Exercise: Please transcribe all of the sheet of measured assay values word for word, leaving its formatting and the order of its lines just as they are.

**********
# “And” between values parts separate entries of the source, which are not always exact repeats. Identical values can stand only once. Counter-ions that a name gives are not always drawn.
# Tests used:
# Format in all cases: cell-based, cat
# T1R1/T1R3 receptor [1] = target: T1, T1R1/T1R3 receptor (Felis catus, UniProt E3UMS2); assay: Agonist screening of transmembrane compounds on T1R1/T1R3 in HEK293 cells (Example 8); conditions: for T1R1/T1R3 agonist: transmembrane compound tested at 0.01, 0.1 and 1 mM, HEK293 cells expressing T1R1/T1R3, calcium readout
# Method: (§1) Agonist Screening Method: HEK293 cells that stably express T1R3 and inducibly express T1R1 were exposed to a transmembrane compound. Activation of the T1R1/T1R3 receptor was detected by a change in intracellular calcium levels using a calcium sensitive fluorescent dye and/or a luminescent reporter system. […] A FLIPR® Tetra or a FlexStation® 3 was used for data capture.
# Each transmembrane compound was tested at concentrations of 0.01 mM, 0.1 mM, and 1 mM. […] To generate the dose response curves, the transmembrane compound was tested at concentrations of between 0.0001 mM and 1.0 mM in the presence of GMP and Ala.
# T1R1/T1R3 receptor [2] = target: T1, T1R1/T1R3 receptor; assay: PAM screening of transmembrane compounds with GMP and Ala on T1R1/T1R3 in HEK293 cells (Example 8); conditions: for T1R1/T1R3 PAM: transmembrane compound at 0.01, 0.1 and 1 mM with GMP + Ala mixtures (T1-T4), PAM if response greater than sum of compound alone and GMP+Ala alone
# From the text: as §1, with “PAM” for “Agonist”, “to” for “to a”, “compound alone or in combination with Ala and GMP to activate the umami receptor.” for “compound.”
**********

# “And” between values parts separate entries of the source, which are not always exact repeats. Identical values can stand only once. Counter-ions that a name gives are not always drawn.
# Tests used:
# Format in all cases: cell-based, cat
# T1R1/T1R3 receptor [1] = target: T1, T1R1/T1R3 receptor (Felis catus, UniProt E3UMS2); assay: Agonist screening of transmembrane compounds on T1R1/T1R3 in HEK293 cells (Example 8); conditions: for T1R1/T1R3 agonist: transmembrane compound tested at 0.01, 0.1 and 1 mM, HEK293 cells expressing T1R1/T1R3, calcium readout
# Method: (§1) Agonist Screening Method: HEK293 cells that stably express T1R3 and inducibly express T1R1 were exposed to a transmembrane compound. Activation of the T1R1/T1R3 receptor was detected by a change in intracellular calcium levels using a calcium sensitive fluorescent dye and/or a luminescent reporter system. […] A FLIPR® Tetra or a FlexStation® 3 was used for data capture.
# Each transmembrane compound was tested at concentrations of 0.01 mM, 0.1 mM, and 1 mM. […] To generate the dose response curves, the transmembrane compound was tested at concentrations of between 0.0001 mM and 1.0 mM in the presence of GMP and Ala.
# T1R1/T1R3 receptor [2] = target: T1, T1R1/T1R3 receptor; assay: PAM screening of transmembrane compounds with GMP and Ala on T1R1/T1R3 in HEK293 cells (Example 8); conditions: for T1R1/T1R3 PAM: transmembrane compound at 0.01, 0.1 and 1 mM with GMP + Ala mixtures (T1-T4), PAM if response greater than sum of compound alone and GMP+Ala alone
# From the text: as §1, with “PAM” for “Agonist”, “to” for “to a”, “compound alone or in combination with Ala and GMP to activate the umami receptor.” for “compound.”